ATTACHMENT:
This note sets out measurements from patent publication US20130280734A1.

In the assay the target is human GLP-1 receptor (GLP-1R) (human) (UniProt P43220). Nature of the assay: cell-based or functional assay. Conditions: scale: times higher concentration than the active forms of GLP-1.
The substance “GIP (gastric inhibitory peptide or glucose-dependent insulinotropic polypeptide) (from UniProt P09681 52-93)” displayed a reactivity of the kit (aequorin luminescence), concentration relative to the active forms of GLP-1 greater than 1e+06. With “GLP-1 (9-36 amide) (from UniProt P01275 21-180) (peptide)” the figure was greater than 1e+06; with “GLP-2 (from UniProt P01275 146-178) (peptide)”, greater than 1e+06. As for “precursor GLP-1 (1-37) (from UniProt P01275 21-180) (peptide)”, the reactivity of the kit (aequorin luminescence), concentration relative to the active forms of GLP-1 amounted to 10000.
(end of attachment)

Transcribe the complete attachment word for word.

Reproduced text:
This note sets out measurements from patent publication US20130280734A1.

In the assay the target is human GLP-1 receptor (GLP-1R) (human) (UniProt P43220). Nature of the assay: cell-based or functional assay. Conditions: scale: times higher concentration than the active forms of GLP-1.
The substance “GIP (gastric inhibitory peptide or glucose-dependent insulinotropic polypeptide) (from UniProt P09681 52-93)” displayed a reactivity of the kit (aequorin luminescence), concentration relative to the active forms of GLP-1 greater than 1e+06. With “GLP-1 (9-36 amide) (from UniProt P01275 21-180) (peptide)” the figure was greater than 1e+06; with “GLP-2 (from UniProt P01275 146-178) (peptide)”, greater than 1e+06. As for “precursor GLP-1 (1-37) (from UniProt P01275 21-180) (peptide)”, the reactivity of the kit (aequorin luminescence), concentration relative to the active forms of GLP-1 amounted to 10000.